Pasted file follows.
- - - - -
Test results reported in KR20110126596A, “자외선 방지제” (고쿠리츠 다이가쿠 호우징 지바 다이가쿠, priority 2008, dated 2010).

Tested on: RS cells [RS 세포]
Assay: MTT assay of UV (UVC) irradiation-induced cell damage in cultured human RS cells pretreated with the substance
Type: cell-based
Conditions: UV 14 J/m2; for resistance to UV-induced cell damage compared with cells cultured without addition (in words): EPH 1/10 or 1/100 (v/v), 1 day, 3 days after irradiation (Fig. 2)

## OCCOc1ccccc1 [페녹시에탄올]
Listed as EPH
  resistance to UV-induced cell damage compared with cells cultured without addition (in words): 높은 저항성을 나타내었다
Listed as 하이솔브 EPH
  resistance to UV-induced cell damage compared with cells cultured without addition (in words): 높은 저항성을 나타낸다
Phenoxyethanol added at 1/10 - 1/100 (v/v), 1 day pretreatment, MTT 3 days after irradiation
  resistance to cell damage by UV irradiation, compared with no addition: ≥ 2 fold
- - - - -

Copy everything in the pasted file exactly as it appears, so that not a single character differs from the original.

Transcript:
Test results reported in KR20110126596A, “자외선 방지제” (고쿠리츠 다이가쿠 호우징 지바 다이가쿠, priority 2008, dated 2010).

Tested on: RS cells [RS 세포]
Assay: MTT assay of UV (UVC) irradiation-induced cell damage in cultured human RS cells pretreated with the substance
Type: cell-based
Conditions: UV 14 J/m2; for resistance to UV-induced cell damage compared with cells cultured without addition (in words): EPH 1/10 or 1/100 (v/v), 1 day, 3 days after irradiation (Fig. 2)

## OCCOc1ccccc1 [페녹시에탄올]
Listed as EPH
  resistance to UV-induced cell damage compared with cells cultured without addition (in words): 높은 저항성을 나타내었다
Listed as 하이솔브 EPH
  resistance to UV-induced cell damage compared with cells cultured without addition (in words): 높은 저항성을 나타낸다
Phenoxyethanol added at 1/10 - 1/100 (v/v), 1 day pretreatment, MTT 3 days after irradiation
  resistance to cell damage by UV irradiation, compared with no addition: ≥ 2 fold